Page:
Last Love

" It's never too late - never too late to start over, never too late to be happy. Jane Fonda".

I was in my early 40's and alone. I had been married twice and divorced twice and pretty much given up on another relationship. But, somehow while I was sleeping, everything changed.I realised that I still had a lot of love to give, and that I missed having a partner, so I joined a few internet dating sites. Great in the short term with plenty of sex involved, but no love.

I cancelled that option and rationalised that if I were to meet someone special it would simply happen, without me even trying. But sometimes it's all simply right in your face. My second wife, Anne, had introduced me to a wonderful family in the country who lived on a farm. Anne was very close to these people having lost her own parents when she was young. We would often visit, sometimes on a weekend and then on holidays. It was so comfortable there that we could stay for a week at a time. They really liked me and I really liked them, so I maintained a close relationship.

The farm was owned by Fred, a reasonably elderly gentleman. And a gentle man he was. Fred had three daughters, His eldest was Josie, aged about 35, Maria who was 31, and Frankie aged 29, Josie lived on he farm as did Frankie. Maria was married and lived in town with four dogs, a cat, and her husband. The other two were unmarried. Father Fred was keen to have the opther two married off and producing grandchildren. Frankie had been in several relationships, but nothing had eventuated. But she was keen. And under her father's urging she came on to me in a big way,. I wasn't attracted to her in that way, but thought often about her sexual advances and the possible experience.

I took holidays from my work in September and wondered where I would like to go. I rang Fred and he welcomed me with open arms. I spent almost two weeks there, and they were the most important weeks of my life. At the farm, Fred tried to get ne to spend as much time as possible with his youngest daughter, Frankie. I did, and it was fun. But increasingly, as I got to know the family better, I craved to be with the eldest, Josie. I ensured that we went shopping together, did chores around the farm together, and had time to just sit and talk. I fell in love.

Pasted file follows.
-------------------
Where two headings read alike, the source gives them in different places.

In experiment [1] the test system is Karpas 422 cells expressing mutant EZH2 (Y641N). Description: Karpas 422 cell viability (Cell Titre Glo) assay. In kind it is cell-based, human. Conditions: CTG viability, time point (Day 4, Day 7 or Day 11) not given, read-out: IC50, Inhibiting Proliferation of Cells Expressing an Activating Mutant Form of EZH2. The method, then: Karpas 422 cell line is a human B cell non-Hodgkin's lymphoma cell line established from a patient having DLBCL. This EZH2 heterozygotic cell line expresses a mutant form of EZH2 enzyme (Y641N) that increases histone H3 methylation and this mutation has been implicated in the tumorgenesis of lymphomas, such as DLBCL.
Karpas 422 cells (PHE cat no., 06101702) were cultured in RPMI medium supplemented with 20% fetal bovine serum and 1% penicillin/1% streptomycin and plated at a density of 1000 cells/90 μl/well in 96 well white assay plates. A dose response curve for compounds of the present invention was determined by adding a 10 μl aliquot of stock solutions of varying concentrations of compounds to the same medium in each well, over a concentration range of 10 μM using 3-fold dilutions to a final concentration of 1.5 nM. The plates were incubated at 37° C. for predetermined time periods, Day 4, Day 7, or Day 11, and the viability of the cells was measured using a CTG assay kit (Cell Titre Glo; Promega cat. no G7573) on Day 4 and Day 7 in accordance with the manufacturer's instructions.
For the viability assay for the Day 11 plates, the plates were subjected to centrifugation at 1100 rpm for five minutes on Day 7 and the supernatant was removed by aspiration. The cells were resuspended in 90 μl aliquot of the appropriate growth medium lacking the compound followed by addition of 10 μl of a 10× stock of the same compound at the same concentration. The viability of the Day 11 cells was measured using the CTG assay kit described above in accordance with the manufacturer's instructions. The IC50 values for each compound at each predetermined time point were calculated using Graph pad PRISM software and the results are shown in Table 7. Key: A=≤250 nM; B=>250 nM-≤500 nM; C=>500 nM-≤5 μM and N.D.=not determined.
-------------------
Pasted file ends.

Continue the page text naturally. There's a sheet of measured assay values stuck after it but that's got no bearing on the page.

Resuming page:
Josie was a confirmed spinster,. Never wanted to get married, and didn't want children. I knew all this but it didn't seem to matter. I loved her.

In the final week of my holiday I spent a lot of time with her, much to the annoyance of Frankie, and the frustration of Fred. Just before I was scheduled to leave there was a country dance event at the town hall. We all went along. I danced the barn dance, where you move from one partner to another, and my heart literally sank when I danced with Josie. We sat down and talked. She was amazingly intelligent, so confident and strong, involved in so much in the town and theefore so well respected. I felt blessed to be in her company.

Fred's sister, the girls aunty, approached me and asked if she could have a word. She asked me if I realised that Fred was so keen for me to hook up with Frankie. I told her I knew that but I said “ that's not who I'm pining for. She asked for a name, and I hesitated of course. Then my head and eyes turned to Josie who was sitting acrtoss the hall with another man, Frankie and her father. Aunty Betsy immediately understood. She told me that the man sitting next to Josie, Bill, was a long-tiume friend and that there had never been anything romantic in their relationship. Then she walked over to them, spoke in whispers to the three of them, and walked away. Bill immediately moved on, as did Fred, and suddenly Josie was sitting alone. Aunty Betsy summoned me over.

I sat beside Josie with no idea what I would say. Fortunately Josie speke first, “So, you think that you love' me” she said, looking deeply into my eyes. “Yes”, I replied, “I actually think I'm in love with you”. “So what do you want to do with that?” she said. I replied that I wouil;d like to marry her and have children with her. “Surely you have to ask me first”, she said. I stuttered uncomfortably befor bluirting out “Ok, would you marry me?” My god, I had asked. She looked away, stared at the ground for what seemed like and endless time, turned, looled me in the eye, smailed, and said “I'd liove to”..

When we told Fred and he immediately put a stop to the music and announced our engagement to the room. People clapped and embrasced us. Frankie left the hall.

Josie and I have been married for ten years now. Live on a farm, and are delightfully happy. We have three beautiful children and they are our joy. I wrote soemthing for Josie yesterday - “I will never say I don't love you anymore, because I love you more each day”.

" Love is life. And if you miss love, you miss life. " - CFL

Geoff Mooney